The judge put his hand on the statue and stroked its left arm. He ran the back of his hand over her cheek. Too bad he had no feelings for the real Margaux. He just couldn't let her go. No one in his family history had ever divorced. After his father's death in a gay brothel in India, the judge had curbed his sexual appetite for preadolescent boys. 

—The skin feels so life-like. How did you do that, Mahler?

—Trade secret, he replied. It is startling, isn't it?

—Could fool me.

—The statue is almost a living creature, a perfect half-size copy of Margaux.

The judge felt something change in his body. He couldn't put his finger on it. It wasn't lust or desire. It was a quickening in his veins, but his heart rate didn't change. He suddenly realized Jack Mahler was waiting for him.

—So, I owe you $2500, correct?

—Yes, sir. I also have the authentication papers and a certificate that the casting mold was destroyed as per our contract. No one can make copies unless you authorize it. They would have to use this statue as the model for any copies. As part of the agreement, Mahler Galleries will receive a 50% commission on the sale of any copies. I retain rights to all the preparatory materials, including the maquettes and the full-size clay model. All this is usual and customary, as you may know.

—Yes, yes.

The judge walked to his desk, sat and retrieved his checkbook from a side drawer. After he had written the check, he stood and walked over to Jack holding the check as if it were a tainted piece of rotting meat.

—Take this, he said, shoving the check into Jack's hand. Now get out of my house. I don't ever want to see you again. Never. I should have had you shot, you bastard.

Jack took his dolly and hurried out the front door. Jack couldn't believe what the judge had just said. The judge's intemperate remark was totally out of character. I must be getting to that stuffy old fart, thought Jack. Just how much does he know, or was it all intuition?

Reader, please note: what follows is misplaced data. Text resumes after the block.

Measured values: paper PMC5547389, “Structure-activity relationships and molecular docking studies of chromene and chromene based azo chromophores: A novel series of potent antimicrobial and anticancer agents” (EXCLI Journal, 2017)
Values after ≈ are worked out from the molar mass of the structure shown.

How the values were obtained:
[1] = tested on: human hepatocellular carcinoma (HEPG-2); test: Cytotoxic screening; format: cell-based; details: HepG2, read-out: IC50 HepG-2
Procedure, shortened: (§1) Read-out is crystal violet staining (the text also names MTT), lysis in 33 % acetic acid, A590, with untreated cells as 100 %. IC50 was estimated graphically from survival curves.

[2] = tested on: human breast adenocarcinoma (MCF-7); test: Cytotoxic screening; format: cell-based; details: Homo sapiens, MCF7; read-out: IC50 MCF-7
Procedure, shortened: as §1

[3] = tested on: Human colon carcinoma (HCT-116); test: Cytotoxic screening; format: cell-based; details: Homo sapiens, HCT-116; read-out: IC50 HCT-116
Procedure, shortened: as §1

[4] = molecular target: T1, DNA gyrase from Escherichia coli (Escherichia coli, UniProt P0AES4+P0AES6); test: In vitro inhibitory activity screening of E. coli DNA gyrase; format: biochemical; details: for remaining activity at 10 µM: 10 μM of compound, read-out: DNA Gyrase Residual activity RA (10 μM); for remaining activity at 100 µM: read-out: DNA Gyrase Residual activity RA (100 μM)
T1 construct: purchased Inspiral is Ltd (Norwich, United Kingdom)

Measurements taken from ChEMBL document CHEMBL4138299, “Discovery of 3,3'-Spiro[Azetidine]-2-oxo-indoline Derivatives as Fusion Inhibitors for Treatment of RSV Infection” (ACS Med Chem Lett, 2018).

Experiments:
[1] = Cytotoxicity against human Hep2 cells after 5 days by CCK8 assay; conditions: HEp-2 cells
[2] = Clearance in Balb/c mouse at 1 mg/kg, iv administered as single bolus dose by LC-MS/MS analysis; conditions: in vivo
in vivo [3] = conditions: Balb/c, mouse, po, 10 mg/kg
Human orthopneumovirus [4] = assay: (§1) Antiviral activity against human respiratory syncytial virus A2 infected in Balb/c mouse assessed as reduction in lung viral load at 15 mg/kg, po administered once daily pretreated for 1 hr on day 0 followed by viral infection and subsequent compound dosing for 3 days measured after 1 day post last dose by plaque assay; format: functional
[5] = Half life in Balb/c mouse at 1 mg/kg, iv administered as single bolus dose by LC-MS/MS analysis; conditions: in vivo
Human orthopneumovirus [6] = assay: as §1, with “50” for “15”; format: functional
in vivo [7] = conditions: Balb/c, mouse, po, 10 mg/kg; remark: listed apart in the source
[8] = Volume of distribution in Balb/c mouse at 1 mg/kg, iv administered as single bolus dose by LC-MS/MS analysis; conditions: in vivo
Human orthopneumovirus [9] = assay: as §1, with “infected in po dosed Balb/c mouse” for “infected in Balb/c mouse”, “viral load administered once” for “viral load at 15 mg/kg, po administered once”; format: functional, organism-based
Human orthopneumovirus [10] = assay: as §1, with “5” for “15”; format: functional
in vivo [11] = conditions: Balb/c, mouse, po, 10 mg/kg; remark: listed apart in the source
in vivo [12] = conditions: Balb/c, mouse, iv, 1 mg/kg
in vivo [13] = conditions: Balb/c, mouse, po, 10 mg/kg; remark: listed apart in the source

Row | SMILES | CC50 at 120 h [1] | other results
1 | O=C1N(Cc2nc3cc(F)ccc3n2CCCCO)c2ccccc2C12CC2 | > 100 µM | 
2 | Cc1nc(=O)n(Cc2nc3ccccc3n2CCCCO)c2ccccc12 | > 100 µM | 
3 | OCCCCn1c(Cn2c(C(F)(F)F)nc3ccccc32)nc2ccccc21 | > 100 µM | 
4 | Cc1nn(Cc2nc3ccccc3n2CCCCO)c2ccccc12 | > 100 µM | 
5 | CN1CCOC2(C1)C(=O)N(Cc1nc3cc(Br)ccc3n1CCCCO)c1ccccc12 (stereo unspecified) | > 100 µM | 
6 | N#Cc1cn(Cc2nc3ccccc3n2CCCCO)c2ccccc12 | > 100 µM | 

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The judge couldn't sleep. Whatever change was taking place in him was keeping him awake. He also realized that he'd lost his cool with Mahler. Telling him he should have had him shot could be trouble. If Mahler filed a complaint, he could be suspended or worse. It could cost him his judgeship. Mahler now had leverage over him. What's wrong that I lost my cool?

The judge had no interest in Margaux other than their public life as Sarasota's most glamorous couple. Margaux's social sophistication and grace, complimented by her witty repartee, had helped cement his career. Margaux was the perfect accoutrement to his professional life and the perfect foil for his illicit passions. The thought of having sex with her was repulsive to him. After the children were born, he noticed that she lost her boyish figure and was womanlier. Now she had a woman's hips, and breasts. To tear her away from Jack Mahler, he would have to resume his long-dormant matrimonial duties. The thought gave him chills.

The judge got out of bed and went into the bathroom. He decided a hot shower would help him sleep. He removed the bandage from his face. The blue-green excrescence still festered on his left cheek. He leaned in close to the mirror. The activity on the rash reminded him of the mounds of 17-year locusts piled on the streets of Princeton with their millions of dying twitches.

After his shower, he donned a bathrobe, entered the den and poured another scotch. He flipped on all the lights and stood looking at the statue of Margaux.